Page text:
Over the past few years since Brian Kemp and Stacey Abrams fought over the governorship, Georgia has gone from looking solid red to a lot more purple. As the November election gets closer, the Biden and Trump presidential campaigns have been dedicating serious resources, and some of their biggest names, into securing the states’ 16 electoral votes.
Over the past week, family members of both candidates have crisscrossed the state, both virtually and in person, in an attempt to swing voters to their candidates. The states electoral votes aren’t the only prize for the campaigns in November; the peach state is the only place where two Senate seats are up for grabs. With two competitive Senate races, a number of competitive congressional races, and 16 electoral college seats up for grabs, it’s no wonder the state is beginning to see real pushes from some of the biggest names in politics. Polls currently show a dead heat between President Donald Trump and Former Vice President Joe Biden, with FiveThirtyEight’s polling average showing Trump with a 1.4 percent lead in the state he won by over 5 points four years ago.
This week’s visits began on Monday when Jill Biden virtually traveled to Georgia for an event focused on military veterans. The mother of a veteran, she spoke about the need to protect our troops in a roundtable with families of military members, citing her husband’s plans for veterans and their families. She spoke about the responsibilities our country has towards military veterans and their families, but also about the importance of the upcoming election, saying “The stakes in this election couldn’t be higher.”
The Trump campaign has taken a different approach to campaigning in the state, as both Eric Trump and Donald Trump Jr. host in-person campaign events.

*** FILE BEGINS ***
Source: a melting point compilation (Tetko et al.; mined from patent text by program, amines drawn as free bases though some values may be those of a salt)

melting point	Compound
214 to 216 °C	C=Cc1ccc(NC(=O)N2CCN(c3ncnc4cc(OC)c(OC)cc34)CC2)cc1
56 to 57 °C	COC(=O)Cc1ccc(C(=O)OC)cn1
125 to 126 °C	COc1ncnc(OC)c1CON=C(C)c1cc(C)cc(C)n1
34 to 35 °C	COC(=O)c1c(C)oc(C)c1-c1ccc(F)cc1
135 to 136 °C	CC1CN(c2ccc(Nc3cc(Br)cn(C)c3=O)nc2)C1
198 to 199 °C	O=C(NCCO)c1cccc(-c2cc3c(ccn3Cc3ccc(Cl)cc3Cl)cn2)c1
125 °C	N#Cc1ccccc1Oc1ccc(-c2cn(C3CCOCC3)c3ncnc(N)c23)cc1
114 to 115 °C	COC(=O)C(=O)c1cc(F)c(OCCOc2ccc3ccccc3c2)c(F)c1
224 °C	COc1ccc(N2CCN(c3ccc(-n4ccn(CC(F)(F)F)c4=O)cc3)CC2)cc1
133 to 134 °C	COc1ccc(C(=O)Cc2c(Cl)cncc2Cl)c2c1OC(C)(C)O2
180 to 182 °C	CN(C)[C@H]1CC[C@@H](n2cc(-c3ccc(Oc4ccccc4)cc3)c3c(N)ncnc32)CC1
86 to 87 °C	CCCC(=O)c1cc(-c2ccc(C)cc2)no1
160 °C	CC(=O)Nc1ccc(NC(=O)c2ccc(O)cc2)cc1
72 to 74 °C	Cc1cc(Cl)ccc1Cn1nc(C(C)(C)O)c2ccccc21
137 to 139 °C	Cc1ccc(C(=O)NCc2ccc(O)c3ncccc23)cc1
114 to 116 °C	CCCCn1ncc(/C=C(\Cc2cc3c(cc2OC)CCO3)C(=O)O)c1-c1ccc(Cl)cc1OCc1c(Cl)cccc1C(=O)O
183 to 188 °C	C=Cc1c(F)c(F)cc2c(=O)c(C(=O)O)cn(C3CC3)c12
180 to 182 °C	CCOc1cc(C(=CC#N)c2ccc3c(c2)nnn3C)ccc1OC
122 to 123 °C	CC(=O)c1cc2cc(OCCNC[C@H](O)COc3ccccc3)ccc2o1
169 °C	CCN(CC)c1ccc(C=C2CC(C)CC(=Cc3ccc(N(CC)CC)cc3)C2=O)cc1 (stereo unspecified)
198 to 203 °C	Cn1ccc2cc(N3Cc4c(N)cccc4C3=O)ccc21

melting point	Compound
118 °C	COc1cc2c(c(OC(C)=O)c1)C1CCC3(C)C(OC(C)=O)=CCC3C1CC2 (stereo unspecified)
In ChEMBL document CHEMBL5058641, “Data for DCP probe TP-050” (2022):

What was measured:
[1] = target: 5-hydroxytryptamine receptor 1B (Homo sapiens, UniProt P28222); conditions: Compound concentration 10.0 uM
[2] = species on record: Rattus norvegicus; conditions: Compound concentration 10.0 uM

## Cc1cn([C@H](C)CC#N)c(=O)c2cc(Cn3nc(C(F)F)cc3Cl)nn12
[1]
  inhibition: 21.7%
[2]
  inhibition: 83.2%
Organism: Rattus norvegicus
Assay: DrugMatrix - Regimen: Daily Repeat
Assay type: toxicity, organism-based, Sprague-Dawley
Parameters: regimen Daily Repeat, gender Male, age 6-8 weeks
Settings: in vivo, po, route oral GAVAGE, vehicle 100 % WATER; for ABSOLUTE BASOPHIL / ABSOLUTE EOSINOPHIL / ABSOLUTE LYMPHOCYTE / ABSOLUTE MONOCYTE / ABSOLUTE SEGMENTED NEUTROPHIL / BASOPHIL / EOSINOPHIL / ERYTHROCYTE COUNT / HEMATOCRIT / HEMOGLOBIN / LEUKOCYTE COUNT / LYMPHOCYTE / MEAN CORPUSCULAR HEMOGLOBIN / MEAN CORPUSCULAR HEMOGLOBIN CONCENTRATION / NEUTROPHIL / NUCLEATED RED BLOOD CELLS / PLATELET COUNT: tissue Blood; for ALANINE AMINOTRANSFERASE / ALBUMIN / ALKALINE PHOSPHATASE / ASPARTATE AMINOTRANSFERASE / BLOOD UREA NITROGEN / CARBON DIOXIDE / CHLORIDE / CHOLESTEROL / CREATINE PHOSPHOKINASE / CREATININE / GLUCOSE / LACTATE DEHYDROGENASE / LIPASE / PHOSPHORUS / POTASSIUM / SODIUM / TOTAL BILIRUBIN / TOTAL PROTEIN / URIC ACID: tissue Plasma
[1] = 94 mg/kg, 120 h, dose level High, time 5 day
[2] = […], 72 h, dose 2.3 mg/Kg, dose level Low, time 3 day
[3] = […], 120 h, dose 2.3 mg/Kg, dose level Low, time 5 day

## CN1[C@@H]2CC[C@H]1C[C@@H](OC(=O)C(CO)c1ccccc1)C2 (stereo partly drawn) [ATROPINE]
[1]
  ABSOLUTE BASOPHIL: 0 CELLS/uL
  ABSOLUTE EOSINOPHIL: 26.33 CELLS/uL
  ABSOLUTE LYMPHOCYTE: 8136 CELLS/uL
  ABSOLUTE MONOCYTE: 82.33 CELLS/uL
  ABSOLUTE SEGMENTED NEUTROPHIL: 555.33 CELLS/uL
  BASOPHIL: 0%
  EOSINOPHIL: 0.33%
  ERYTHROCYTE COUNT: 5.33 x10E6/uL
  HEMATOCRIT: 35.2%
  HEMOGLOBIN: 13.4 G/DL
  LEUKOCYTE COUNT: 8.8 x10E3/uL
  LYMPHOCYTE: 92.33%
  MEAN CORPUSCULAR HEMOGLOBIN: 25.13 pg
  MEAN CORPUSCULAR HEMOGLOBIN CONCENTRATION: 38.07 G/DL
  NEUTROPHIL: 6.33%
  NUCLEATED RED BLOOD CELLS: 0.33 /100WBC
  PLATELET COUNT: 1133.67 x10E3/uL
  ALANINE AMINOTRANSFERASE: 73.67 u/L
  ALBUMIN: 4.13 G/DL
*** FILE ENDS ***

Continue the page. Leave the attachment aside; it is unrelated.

Eric Trump hosted two events on Tuesday, beginning the day with an Evangelicals For Trump event that included such guests as the president’s spiritual advisor Paula White as well as Kemp, who made an unexpected appearance. At the Praise, Prayer and Patriotism event, the governor highlighted his six-week “abortion ban,” a bill he signed in May that bans abortion after six weeks of pregnancy, and that “since taking office, I have literally worked around the clock to protect the born and the unborn.”
Eric Trump joked about maybe moving out of New York to Georgia, speaking about the state’s openness to business and denigrating New York’s Democratic leadership. The event featured a variety of Evangelical parts, including prayer, singing, and calls for God to protect the president and help to ensure his re-election against “Satan’s … fiery and fiercest darts [fired] at Donald J Trump.”
Later in the day, Eric Trump traveled to a hotel at Hartsfield-Jackson Atlanta International Airport, where he held a rally that had a more traditional campaign tone: attacking Joe Biden as a vehicle for the far left, attacking the media for their coverage of his father over the past few years, praising his father’s accomplishments, and talking about how Democrats are trying to steal this election. After the event, attended by about 150 people, the younger Trump waded into the crowd to sign hats and takes selfies with supporters of his father.
With the last major visit from the campaigns this week, Donald Trump Jr. headlined a rally in Savannah. There he attacked Joe Biden’s mental acuity, the media and the former vice president’s record in his decades in office. A large focus of his speech, as well as Eric Trump’s, was that Biden, who has been in Washington for over 50 years, has little to show for his time and that he is complaining about things he had time to work on. While the reality of Biden’s record isn’t as empty as the Trump campaign likes to put it, the talking point of Biden being a Washington stooge, who has never accomplished anything significant in his decades in politics, was central to the messages of the Georgia visit by Trump’s sons. Eric Trump also touched on everything from Bill Clinton and child trafficking to how “Joe Biden finally came out of his basement.” The visits from Trump’s sons and Jill Biden showcase what the next few months hold for Georgia, virtual and in-person rallies across the state as the campaigns compete for the numerous prizes the states November elections hold.